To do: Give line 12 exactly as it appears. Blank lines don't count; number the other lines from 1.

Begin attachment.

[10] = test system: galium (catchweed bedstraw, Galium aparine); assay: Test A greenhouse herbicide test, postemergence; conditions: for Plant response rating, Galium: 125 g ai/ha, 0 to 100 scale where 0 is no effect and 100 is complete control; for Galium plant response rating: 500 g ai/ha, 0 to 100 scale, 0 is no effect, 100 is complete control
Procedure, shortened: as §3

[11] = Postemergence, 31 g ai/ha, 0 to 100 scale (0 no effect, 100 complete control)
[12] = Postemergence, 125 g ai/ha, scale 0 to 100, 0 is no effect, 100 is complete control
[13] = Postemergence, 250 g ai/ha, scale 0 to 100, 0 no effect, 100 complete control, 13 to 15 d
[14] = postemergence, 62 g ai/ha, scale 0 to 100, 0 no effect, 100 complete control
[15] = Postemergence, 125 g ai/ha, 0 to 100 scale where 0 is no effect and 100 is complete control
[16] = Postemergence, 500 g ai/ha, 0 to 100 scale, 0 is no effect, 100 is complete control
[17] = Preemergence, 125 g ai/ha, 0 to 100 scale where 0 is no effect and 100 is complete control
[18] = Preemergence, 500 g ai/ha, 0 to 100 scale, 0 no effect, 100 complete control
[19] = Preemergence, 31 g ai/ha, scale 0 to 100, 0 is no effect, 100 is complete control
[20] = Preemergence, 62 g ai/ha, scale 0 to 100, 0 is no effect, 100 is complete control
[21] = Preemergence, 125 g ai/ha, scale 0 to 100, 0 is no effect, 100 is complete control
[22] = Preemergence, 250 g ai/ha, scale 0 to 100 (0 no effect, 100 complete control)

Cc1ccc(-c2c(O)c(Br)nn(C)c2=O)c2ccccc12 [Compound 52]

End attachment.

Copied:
[20] = Preemergence, 62 g ai/ha, scale 0 to 100, 0 is no effect, 100 is complete control